Two men appear in court over murder of SEA UDA loyalist George Gilmore

 Latest news: In ongoing loyalist feud but the true question remains:”Why were they not charged with belonging to an illegal organistion”?

 Two men have appeared in court charged with murdering high-profile loyalist George Gilmore.

Mr Gilmore, who was 44, was shot in the neck while he was in his car in Carrickfergus on Monday afternoon.

He died in hospital on Tuesday.

George GilmoreGeorge Gilmore was shot in a “ruthless attack in broad daylight” police said.

Brian Roy McLean, 35, of The Birches Carrick and 28-year-old Samuel David McMaw of Starbog Road, Kilwaughter appeared at Laganside Court on Saturday.

They were jointly charged with murdering Mr Gilmore on Monday, the attempted murders of two other people on the same day and possessing a firearm and ammunition with intent to endanger life.

In court, both the accused spoke only to confirm their names and that they understood the charge.

There was no application for bail and both were remanded in custody, to appear again by video-link next month.

As they were taken from the dock, supporters who had packed into the court leapt to their feet, clapping and cheering.

Rally charges against Price dropped

Charges brought against prominent republican Marian Price, over her role in an Easter Rising commemoration in Londonderry last year, have been dismissed by a judge.

Rally charges against Price dropped

Marian Price, pictured at the rally in Derry last Easter. (© UTV)

The 57-year-old, also know by her married name McGlinchey and from Stockman’s Avenue in Belfast, had been facing charges of managing and taking part in a meeting in support of a proscribed organisation last April.

She was charged alongside three Derry men – 42-year-old Paddy McDaid from Sackville Court, Frank Quigley, 29 and from Elmwood Road, and 50-year-old Marvin Canning from Glendara.

All four were due to face a preliminary enquiry on Thursday morning, but defence solicitors for the men said that they had not received any related papers.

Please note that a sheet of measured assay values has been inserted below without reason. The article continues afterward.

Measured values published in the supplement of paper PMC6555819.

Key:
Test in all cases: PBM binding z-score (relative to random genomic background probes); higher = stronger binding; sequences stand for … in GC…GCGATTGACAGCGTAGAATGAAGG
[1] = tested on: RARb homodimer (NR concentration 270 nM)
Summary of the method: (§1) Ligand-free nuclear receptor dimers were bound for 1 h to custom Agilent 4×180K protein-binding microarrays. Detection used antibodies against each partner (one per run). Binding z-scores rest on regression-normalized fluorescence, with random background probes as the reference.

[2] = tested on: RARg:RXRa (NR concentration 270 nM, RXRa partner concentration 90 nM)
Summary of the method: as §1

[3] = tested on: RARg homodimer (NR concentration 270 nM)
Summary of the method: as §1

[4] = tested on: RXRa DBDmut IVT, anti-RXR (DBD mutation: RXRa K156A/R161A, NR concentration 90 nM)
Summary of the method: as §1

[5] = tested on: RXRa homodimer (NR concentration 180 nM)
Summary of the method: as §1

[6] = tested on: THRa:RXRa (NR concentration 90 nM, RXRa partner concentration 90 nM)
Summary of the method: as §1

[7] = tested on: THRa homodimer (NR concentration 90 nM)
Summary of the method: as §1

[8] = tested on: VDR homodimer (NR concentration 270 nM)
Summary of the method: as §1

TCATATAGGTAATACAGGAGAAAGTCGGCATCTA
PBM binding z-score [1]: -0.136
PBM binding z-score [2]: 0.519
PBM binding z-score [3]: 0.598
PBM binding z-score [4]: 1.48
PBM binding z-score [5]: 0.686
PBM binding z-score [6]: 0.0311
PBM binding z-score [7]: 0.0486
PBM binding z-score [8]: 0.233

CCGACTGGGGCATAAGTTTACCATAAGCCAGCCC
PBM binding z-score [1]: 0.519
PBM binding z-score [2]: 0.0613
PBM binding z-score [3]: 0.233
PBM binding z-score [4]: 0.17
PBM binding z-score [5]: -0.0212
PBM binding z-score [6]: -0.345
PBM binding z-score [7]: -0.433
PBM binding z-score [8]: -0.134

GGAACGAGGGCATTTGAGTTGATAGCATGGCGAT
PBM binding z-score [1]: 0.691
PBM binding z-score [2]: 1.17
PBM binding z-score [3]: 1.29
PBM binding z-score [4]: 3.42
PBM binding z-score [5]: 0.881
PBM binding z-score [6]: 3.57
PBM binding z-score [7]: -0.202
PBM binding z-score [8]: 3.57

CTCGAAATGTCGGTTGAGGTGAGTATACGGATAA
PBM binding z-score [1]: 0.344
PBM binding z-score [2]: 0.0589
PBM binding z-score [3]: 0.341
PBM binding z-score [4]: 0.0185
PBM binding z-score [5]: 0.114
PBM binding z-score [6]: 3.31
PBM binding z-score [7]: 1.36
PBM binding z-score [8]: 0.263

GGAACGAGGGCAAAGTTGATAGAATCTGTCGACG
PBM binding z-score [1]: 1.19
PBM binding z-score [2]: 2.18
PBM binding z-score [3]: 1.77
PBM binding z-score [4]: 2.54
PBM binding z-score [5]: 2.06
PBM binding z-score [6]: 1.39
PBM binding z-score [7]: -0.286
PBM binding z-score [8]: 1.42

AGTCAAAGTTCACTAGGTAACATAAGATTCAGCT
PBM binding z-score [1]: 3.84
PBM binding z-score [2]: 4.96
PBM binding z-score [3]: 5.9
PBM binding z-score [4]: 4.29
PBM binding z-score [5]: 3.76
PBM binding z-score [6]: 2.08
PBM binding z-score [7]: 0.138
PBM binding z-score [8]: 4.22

A defence barrister for Marian Price, who did not appear, said that his client had been judged unfit to travel and that her condition had deteriorated and she had been deemed unfit even to appear by video link.

A barrister for the prosecution said that the papers were almost ready and requested a short adjournment.

The defence then made an application that District Judge Barney McElholm should refuse to return the four for trial due to the delays in the prosecution case.

Mr. David Herrity for Price said his client was “severely depressed” due to her incarceration and may not be fit to attend for some time.

Judge McElholm said if it was just a matter of Price’s illness, her case could be separated from the rest but the fact that there were no papers in the other cases was concerning him.

He described the case against the four as “straightforward” and added: “I have seen cases where there are complicated forensics take less time.”

The judge said that he had limited powers in cases like this, but added: “If I do not use what teeth I have, I may as well sit back and allow the prosecution to dictate the pace.”

He said that everyone was entitled to a fair trial within a reasonable period of time.

The barrister for the prosecution requested a two-week adjournment to allow the papers to be finalised.

But Judge McElholm said he was not granting any further adjournments and, as there was no evidence before him, he was not returning the four for trial.

He said Price’s case was different, but told the three men who appeared in front of him that they were free to go.

Price remains in custody, as she also faces a separate charge of providing property for the purposes of terrorism in relation to the murders of two soldiers at Massereene in 2009. She denies the charge.



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